Tobacco from Colombia has been used as filler in major brands for years. Big names like CAO, Alec Bradley, and others have used a leaf here and a leaf there to grace their blends with a touch of the exotic and add a nuance that can’t be found in more common varieties of cigar tobacco.
But Colombian puros are another matter. To my knowledge Route 45 Cigars is now the only American company importing cigars made exclusively from Colombian grown leaf, and based on the quality of this tobacco I think they will find their niche in the U.S. cigar market soon enough.
Route 45 produces Colombian puros under the Camino Real and Don Jose Correa brand names. I had a chance to ask the owner, Jon van Bilderbeek, a few questions about the company and about the virtues of Colombian leaf.
Cigarfan: So how did you discover the merits of Colombian tobacco?
Jon Van Bilderbeek: As much as I have been to Colombia I never really paid much attention to the tobacco or the cigars for some reason until I was already very much into the lifestyle of enjoying cigars. I saw that in some of the supermarkets there were smaller cigars in bundles and boxes, maybe two brands at most. But of course these weren’t the premium cigars as until recently premium cigars in Colombia hasn’t quite caught on. So, I decided to try some of these cigars out anyways and sure enough, I liked them. It was something totally different than the usual Dominican, Nicaraguan, or Honduran cigars. They were much smother and mellower but also they just had a very unique flavor profile. This led me to look into the cigars a little more and sure enough just near the city I was living is where the cigars were made.
Cigarfan: Colombia has a long history of tobacco production, but until recently there have been few all-Colombian puros available in the American market? Why not?
JV: I’m not sure really as to why there have been few Colombian puros in the American market or anywhere else aside from Colombia but it might be that most people just look to the more well known cigar producing countries. I definitely do believe that there is a market in the U.S. for Colombian cigars as well as worldwide. I know that competing with the Cuban cigar market is very difficult but not impossible. For the American market though, I think they are a great change, especially for someone who is looking to try something very different from the hundreds of Nicaraguans or Hondurans, etc. They can also be a good start into the lifestyle of cigar smoking as they are not overpowering yet they are full of flavor and aroma, and even better still is the pricing as we aimed at having affordable high quality cigars.
Cigarfan: The Colombian blends I’ve smoked, including Camino Real, are really distinctive, very flavorful, but also quite mild. Most “serious” cigar smokers that I run into are not into mild cigars at all. How do we get these guys to put down their Nicaraguan ligero bombs and appreciate the subtleties of milder smokes?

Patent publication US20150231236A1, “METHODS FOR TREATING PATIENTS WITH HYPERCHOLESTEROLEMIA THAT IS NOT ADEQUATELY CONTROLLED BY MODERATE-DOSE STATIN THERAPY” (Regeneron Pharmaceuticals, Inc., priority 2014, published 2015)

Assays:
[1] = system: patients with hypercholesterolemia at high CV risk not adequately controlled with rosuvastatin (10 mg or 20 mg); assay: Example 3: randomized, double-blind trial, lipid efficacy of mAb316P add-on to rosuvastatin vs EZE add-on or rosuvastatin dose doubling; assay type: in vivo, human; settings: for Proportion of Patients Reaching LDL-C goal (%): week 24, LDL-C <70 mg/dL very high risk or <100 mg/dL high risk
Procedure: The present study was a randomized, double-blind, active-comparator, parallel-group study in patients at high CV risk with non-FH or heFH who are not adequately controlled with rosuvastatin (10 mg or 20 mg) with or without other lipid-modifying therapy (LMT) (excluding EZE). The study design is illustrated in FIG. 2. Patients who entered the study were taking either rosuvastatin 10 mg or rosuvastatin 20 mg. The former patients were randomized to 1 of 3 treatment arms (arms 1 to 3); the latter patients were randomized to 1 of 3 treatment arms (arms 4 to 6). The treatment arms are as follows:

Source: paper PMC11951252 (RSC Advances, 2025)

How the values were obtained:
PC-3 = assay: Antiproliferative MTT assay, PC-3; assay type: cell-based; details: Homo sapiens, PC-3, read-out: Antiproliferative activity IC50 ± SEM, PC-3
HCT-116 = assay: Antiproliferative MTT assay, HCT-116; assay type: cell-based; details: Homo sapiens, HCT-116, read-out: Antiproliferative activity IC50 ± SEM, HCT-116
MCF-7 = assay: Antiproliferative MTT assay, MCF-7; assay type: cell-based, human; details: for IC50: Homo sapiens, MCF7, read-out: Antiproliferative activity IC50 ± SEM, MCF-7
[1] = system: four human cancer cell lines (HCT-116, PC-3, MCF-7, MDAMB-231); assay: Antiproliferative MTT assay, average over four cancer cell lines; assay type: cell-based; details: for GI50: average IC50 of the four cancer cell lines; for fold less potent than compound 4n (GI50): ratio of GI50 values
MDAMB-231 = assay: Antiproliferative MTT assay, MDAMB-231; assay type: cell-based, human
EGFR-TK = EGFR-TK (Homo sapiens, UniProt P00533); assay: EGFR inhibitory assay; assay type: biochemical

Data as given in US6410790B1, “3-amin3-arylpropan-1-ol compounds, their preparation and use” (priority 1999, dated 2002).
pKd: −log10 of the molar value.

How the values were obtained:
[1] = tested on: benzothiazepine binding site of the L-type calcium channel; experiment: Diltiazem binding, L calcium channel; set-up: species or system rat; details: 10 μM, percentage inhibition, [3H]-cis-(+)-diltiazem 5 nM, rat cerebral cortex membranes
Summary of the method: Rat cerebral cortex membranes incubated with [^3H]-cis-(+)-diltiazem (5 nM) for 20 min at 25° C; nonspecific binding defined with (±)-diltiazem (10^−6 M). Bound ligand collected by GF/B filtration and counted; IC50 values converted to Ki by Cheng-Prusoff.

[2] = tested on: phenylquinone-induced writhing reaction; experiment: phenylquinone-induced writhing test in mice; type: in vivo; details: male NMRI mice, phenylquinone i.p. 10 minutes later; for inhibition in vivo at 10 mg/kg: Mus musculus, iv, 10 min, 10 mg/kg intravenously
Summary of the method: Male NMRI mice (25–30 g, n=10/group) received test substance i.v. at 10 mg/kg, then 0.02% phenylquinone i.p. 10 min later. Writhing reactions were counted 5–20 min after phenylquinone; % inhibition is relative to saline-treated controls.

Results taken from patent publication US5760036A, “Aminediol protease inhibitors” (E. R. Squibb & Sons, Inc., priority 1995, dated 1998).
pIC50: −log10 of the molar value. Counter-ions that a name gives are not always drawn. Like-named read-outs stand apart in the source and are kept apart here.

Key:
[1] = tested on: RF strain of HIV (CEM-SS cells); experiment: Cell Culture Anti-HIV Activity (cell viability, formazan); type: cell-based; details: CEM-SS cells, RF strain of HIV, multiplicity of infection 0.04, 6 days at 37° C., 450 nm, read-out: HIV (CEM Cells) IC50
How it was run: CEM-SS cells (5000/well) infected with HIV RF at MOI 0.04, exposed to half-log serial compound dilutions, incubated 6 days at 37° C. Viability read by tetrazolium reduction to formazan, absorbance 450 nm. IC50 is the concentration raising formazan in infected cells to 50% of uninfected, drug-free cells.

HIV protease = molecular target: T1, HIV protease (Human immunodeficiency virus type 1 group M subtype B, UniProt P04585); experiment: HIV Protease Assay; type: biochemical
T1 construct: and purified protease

JV: Exactly, Colombian cigars are very unique and everyone that has tried them has said the same. For some reason we just can’t get very strong tobacco without using imported leaf. What I have noticed is that even the guys who only smoke the Nicaraguan ligero have come to enjoy Colombian cigars. It’s a different experience, and I think that Colombian cigars can even complement the ligero cigars. For example, not many will smoke a ligero cigar in the morning. But with Colombian cigars you could wake up, light one up as you make coffee in the morning and you will not have any of those bad feelings, unless you are inhaling the thing… I think really it will mostly come down to people wanting something new, something totally different and not just with a funky name or packaging, or for some the crazy infusions. I mean, how many peoples humidors have just one type of cigar, or even just one brand?
Camino Real is produced in two blends, the Cabinet Selection, which bears a red label, and the Series 6, which has a blue label. Both are 100% Colombian tobacco, but the Cabinet uses a blend of Colombian and Cuban seed tobaccos, while the Series 6 uses Colombian, Cuban and Dominican seed leaves. Both have Habano wrappers.
Four sizes are in production:
- Churchill – 7 x 48
- Torpedo – 6 1/2 x 52
- Toro – 6 x 50
- Robusto – 5 x 49
Overall construction: Very good.
As expected, the Camino Real is smooth and mild. What I didn’t expect was that the smoke texture would be as full as it is; in fact, it’s almost creamy. It starts up with a sweet flavor on the palate, which is also unusual. I had expected a sweet aroma, but the light sugary touch on the tongue is pleasant and sits nicely with a morning cup of coffee.
The aroma is fragrant but it isn’t floral the way Connecticut Shade tends to be. It’s lighter and less cloying. The base flavors of the cigar become earthier as the smoke progresses, and the aftertaste grows from nothing at all to slightly woody. There is a suggestion of toast with powdered sugar in the aroma as it drifts from the foot of the cigar.
The flavor grows a bit stronger in the last third of the cigar, but it’s still mild enough that it can easily be nubbed. The last inch is less sweet and earthier, with a note of bergamot (like Earl Grey tea.)
Camino Real is a very distinctive cigar, and I would consider it a serious contender in the featherweight division. Smokers of mild cigars who reach for Macanudo or other lightweight Connecticut Shade smokes should really give this one a shot. I believe its complexity and unusual palette of flavors raises it above the competition in the mild category.
While not readily available in stores, five-packs can be purchased from the Route 45 website. The MSRP is around 5 USD, which is extremely reasonable. If you’re up for a walk on the mild side and want out of that old Macanudo-Baccarrat-RP Connecticut rut, I can recommend this Colombian puro for a nice change of pace.